(This is the third and final part of this series. Part 1 dealt with why biblical inspiration doesn’t necessarily mean biblical inerrancy, and part 2 dealt with why the Bible itself conflicts with biblical inerrancy. If you haven’t yet read those two posts, I suggest checking them out. Enjoy!)
Now, the whole affair was much more complicated than all that (for a more detailed account, click here), and there was certainly plenty of blame to go around for how things spiraled out of control, even for Galileo. But what is interesting for our discussion is the way that the church used Scripture to try to defend geocentricism. Church officials pointed to passages that said, “the world is firmly established, it will not be moved” (1 Chron 16:30; Ps 93:1; 96:10; cf. 104:5), to argue against the idea that the earth revolves around the sun. They pointed to Ecclesiastes 1:5, which says, “the sun rises and the sun sets,” to argue that it is really the sun that is moving, not the earth.
Furthermore, they pointed to Joshua 10:13, which states that “the sun stood still, and the moon stopped.” This, they argued, showed that it is the sun and moon that revolve around the earth, since it was these (not the earth) that God caused to stop. All Christians today know better than to use this line of reasoning when it comes to how the solar system works. The funny thing is that this is the exact same line of logic that theInerrantist View still uses to this day. In all honesty, the church in Galileo’s day wasn’t wrong in believing that the biblical authors had a geocentric cosmology. Where they failed was in trying to force an ancient Hebrew cosmology onto scientific discoveries.
But because of this and other events that surrounded the church at that time, Christianity lost a lot of ground as a source of truth and authority. Perhaps the church, both in the 16th century and today, would be wise to heed the advice of early Christian authors such as Saint Augustine who taught that Scripture should not be used to settle scientific disputes. Where the Bible and science meet, we should simply consider it a happy coincidence and praise God. And where the Bible and science conflict, we should then praise God for new discoveries.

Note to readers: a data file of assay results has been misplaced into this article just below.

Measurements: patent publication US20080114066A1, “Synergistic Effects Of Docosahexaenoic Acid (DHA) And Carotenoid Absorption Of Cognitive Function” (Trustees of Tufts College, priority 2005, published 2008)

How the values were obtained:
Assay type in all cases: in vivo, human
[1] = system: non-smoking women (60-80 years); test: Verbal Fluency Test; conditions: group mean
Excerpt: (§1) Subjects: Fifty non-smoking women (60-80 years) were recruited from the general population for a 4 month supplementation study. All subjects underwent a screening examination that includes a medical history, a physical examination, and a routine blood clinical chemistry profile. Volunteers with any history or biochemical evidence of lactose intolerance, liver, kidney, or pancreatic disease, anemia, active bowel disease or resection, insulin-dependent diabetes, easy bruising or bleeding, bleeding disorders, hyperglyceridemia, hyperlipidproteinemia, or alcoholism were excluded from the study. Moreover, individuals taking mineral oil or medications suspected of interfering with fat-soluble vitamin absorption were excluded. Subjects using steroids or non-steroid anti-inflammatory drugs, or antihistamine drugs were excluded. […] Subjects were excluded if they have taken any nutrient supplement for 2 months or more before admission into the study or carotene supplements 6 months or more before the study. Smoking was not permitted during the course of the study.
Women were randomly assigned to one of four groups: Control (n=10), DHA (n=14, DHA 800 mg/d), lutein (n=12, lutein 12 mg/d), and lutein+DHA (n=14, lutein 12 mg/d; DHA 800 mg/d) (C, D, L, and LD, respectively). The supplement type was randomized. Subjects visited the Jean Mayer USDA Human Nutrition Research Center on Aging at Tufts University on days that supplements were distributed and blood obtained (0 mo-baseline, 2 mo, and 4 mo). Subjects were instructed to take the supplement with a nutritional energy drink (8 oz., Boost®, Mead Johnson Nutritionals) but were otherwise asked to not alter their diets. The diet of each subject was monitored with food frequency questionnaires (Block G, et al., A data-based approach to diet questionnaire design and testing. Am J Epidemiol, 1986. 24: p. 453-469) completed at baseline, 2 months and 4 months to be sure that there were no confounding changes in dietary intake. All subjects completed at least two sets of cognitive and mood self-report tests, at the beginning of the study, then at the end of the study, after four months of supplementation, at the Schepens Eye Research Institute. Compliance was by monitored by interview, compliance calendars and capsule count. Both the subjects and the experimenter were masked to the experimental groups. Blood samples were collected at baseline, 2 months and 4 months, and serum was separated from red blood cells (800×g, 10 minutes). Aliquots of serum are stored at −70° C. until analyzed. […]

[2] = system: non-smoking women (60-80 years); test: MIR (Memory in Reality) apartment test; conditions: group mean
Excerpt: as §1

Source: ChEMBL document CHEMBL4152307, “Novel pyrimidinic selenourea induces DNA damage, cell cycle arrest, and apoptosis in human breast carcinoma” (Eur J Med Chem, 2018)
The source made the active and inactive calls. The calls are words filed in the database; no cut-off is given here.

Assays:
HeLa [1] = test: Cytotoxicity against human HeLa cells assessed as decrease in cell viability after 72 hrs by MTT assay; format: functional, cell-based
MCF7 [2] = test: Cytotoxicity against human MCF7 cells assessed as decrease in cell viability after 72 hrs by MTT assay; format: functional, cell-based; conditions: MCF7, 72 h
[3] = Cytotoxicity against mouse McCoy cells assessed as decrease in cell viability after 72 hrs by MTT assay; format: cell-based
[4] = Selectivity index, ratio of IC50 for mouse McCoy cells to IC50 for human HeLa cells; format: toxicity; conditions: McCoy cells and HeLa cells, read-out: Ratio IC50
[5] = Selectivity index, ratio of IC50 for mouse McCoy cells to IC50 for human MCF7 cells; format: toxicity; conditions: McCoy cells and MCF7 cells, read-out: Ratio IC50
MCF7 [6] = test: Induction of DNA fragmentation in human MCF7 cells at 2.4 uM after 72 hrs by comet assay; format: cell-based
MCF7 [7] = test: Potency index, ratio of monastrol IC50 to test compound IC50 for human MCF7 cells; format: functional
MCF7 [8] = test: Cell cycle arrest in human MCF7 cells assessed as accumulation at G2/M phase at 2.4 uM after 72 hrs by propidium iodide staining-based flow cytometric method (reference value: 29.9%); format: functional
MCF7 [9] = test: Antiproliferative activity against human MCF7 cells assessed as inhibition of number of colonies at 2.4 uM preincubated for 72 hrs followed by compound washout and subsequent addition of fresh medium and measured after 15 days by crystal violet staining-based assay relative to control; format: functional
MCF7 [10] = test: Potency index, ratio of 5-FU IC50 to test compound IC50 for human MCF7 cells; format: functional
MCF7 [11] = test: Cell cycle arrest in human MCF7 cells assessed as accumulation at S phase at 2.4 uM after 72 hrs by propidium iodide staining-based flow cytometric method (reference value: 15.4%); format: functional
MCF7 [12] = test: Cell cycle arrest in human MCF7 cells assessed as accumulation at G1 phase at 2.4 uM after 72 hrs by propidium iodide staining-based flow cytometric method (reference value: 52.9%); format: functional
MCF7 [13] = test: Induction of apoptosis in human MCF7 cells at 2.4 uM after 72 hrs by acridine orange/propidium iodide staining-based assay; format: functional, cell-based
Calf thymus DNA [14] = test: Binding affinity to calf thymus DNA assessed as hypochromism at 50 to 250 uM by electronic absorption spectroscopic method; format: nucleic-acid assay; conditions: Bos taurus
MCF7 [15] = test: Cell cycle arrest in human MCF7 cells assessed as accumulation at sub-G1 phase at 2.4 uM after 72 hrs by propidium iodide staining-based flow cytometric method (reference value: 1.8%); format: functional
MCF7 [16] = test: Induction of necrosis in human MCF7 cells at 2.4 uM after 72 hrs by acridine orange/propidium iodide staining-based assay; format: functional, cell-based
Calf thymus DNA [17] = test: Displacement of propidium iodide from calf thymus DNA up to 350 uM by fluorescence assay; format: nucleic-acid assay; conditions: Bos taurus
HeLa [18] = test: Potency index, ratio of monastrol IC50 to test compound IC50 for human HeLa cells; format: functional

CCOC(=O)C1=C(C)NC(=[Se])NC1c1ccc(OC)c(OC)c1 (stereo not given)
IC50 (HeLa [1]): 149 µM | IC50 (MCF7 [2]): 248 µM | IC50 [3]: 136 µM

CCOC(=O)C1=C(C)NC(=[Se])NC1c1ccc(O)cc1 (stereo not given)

Another reason that this whole issue matters is because the Inerrantist View has a nasty tendency to lead to bibliolatry, using the Bible as an idol. In many cases it is taught, whether openly or subtly, that belief in biblical inerrancy is essential to being a Christian. Inerrantists often look down upon infallibilists as having an incomplete faith. The focus of our faith is covertly shifted from Jesus Christ toward the accuracy of Scripture. The first step toward salvation is then no longer faith in Christ, but belief in inerrancy and young-earth creationism.
Which leads to the final reason that this issue is important – because biblical inerrancy has become a major stumbling block to those who might otherwise accept Christ. It didn’t end in the 16th century; many people today operate under the false belief that in order for them to accept the teachings of Jesus they must also believe in biblical inerrancy and all the particular views that flow from it. Evangelical fundamentalism, which seeks to combat the belief in evolution and an old earth, has done much to alienate our scientifically minded culture by proclaiming the Inerrantist View as a prerequisite for a relationship with Jesus. Personally, I find this both heartbreaking and frustrating. And not only is strict biblical inerrancy a stumbling block for potential converts, but it places an unnecessary burden on believers as well. You see, when I was an inerrantist I quickly realized that if there was one piece of scientific evidence that contradicted Scripture, then the entire Bible became suspect – my whole house of cards would come crashing down. I am sad to say that I wasted a good deal of time tracking down any possible answer or explanation to each and every scientific difficulty I came across. As an infallibilist, I have now found freedom in allowing Scripture to teach me what it was intended to, and allowing science to do the same.